First Nation paths to well-being: lessons from the Poverty Action Research Project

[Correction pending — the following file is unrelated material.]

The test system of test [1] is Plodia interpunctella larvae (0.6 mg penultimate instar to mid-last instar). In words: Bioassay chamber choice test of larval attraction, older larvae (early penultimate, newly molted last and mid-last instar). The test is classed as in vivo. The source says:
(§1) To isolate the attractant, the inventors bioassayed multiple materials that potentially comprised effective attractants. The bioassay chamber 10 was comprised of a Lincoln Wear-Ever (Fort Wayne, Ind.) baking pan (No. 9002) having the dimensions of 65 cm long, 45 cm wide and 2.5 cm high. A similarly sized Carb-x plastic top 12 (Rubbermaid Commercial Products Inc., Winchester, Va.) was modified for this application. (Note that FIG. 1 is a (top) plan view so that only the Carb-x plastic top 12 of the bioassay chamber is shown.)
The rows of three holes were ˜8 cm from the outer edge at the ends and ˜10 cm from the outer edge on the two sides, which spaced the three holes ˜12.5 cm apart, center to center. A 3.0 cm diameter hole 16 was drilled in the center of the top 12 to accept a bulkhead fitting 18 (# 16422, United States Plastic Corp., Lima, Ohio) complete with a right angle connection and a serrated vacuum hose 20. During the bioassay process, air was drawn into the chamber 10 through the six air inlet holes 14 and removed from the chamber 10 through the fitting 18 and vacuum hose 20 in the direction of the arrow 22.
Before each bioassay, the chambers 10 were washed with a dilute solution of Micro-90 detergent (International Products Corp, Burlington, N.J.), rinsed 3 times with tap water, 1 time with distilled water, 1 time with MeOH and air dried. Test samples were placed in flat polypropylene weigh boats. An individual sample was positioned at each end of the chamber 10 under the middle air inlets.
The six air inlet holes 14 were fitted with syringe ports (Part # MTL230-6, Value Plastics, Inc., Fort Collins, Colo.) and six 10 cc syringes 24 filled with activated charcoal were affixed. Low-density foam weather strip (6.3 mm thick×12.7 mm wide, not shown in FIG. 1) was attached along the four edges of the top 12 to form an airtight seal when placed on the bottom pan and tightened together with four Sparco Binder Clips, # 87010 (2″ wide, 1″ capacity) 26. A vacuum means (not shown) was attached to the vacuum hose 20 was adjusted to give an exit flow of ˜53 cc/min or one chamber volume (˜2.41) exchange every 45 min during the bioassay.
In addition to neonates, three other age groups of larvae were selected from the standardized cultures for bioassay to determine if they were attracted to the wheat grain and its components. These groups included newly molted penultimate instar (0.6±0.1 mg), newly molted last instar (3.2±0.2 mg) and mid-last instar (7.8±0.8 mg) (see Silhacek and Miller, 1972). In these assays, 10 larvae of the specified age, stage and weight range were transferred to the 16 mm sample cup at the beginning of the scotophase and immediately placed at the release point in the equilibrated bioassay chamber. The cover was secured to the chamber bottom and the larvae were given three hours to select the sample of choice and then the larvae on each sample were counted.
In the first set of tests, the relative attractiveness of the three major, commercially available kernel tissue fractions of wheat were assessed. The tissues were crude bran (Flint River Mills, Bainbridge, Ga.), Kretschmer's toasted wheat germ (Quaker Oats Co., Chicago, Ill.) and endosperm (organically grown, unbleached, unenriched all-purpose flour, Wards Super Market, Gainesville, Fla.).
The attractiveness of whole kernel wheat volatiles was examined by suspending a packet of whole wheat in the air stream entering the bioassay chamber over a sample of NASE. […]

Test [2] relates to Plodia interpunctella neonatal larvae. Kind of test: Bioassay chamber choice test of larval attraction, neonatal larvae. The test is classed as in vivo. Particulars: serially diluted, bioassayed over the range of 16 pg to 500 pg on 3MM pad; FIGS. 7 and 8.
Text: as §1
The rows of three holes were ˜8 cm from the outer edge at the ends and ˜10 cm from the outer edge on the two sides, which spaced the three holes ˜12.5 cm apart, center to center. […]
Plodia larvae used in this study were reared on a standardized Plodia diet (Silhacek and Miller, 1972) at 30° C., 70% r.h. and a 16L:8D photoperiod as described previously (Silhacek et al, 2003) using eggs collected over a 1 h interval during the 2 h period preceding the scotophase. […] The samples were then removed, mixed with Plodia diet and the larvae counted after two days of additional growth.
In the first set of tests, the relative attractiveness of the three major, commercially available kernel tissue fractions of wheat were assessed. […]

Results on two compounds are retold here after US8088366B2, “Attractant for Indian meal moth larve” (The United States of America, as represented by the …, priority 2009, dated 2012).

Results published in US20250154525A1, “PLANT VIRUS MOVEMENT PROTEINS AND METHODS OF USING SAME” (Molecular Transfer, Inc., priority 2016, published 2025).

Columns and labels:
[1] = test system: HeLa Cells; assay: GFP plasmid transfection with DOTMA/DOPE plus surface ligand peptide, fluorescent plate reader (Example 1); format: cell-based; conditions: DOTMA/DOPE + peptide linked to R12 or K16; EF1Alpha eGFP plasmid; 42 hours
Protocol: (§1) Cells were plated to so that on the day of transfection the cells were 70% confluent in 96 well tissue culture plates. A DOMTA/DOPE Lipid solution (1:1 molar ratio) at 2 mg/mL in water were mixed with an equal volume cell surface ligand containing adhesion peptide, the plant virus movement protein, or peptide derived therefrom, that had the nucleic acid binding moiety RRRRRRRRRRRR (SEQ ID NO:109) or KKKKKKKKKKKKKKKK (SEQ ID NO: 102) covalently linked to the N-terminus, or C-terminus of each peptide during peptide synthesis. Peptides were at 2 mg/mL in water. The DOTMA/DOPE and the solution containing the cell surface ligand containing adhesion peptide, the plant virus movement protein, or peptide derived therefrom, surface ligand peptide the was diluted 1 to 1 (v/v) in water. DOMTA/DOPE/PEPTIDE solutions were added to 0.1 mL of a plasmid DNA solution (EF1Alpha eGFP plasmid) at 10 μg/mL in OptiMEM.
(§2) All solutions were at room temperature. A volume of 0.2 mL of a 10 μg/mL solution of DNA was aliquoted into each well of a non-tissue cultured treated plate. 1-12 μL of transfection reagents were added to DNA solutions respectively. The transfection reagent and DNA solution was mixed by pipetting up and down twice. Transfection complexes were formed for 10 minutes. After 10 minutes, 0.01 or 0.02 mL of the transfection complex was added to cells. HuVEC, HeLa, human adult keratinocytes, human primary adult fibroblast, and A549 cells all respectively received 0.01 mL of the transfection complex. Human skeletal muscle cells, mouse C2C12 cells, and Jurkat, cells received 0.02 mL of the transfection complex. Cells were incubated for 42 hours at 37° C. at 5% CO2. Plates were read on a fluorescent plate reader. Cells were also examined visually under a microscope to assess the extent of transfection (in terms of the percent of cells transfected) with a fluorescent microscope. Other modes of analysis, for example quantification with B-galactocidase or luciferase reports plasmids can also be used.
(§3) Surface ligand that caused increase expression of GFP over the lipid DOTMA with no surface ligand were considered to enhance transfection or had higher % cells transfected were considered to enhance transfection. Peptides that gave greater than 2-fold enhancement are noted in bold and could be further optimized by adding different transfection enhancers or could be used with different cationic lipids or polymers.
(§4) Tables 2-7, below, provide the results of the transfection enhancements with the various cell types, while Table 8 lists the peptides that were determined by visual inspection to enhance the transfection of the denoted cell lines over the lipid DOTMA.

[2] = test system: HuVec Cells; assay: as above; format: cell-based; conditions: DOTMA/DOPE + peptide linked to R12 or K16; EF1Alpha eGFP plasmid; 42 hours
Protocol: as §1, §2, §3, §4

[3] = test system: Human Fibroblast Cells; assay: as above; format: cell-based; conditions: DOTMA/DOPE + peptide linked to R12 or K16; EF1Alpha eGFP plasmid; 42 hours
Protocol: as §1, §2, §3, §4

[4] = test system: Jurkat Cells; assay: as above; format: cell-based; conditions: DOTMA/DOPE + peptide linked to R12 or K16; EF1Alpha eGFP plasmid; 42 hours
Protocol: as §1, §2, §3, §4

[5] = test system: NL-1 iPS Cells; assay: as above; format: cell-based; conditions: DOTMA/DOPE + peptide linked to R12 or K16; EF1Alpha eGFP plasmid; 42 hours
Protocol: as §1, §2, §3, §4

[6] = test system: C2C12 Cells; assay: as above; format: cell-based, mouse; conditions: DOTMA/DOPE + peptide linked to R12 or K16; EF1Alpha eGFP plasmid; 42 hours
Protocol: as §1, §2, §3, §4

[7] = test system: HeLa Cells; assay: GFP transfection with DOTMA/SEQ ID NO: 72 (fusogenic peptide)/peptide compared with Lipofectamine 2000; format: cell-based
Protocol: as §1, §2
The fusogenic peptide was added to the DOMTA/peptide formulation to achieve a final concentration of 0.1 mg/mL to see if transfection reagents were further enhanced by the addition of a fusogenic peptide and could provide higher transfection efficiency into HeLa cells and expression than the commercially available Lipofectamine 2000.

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This paper describes a poverty reduction approach to addressing an important determinant of health and well-being among Canada's First Nations. The Poverty Action Research Project (PARP) has its origins in the Make Poverty History Committee established by the Assembly of First Nations (AFN) in 2008. Academic members of the Committee in cooperation with the AFN subsequently applied for an action research grant to the Canadian Institutes of Health Research (CIHR). The project selected five volunteer First Nations from different parts of Canada, hiring a coordinator in each, undertaking background research, developing a profile and working with First Nation representatives in the development of a strategy to address upstream determinants of health and well-being. Subsequently, project team members within each region assisted where needed with plan implementation, supporting some initiatives with small grants. This paper provides insights from the project in several key areas, including First Nation rejection of the concept of poverty as usually defined, the importance of taking action to strengthen collectivities as well as individuals, the feasibility of assisting First Nations who are at different points in their development journey, the strengths of the leadership within the First Nations, and finding the appropriate balance between the elected and business leadership. These insights emerged from dialogue and reflection among project team members and community participants over the life of the project. We also describe what we have learned about how to engage effectively and with mutual respect with First Nations in this kind of project. The paper concludes with a review of our experiences with the policies and practices of the national research granting councils and the universities, which have not fully adjusted to the requirements of action research involving First Nations.
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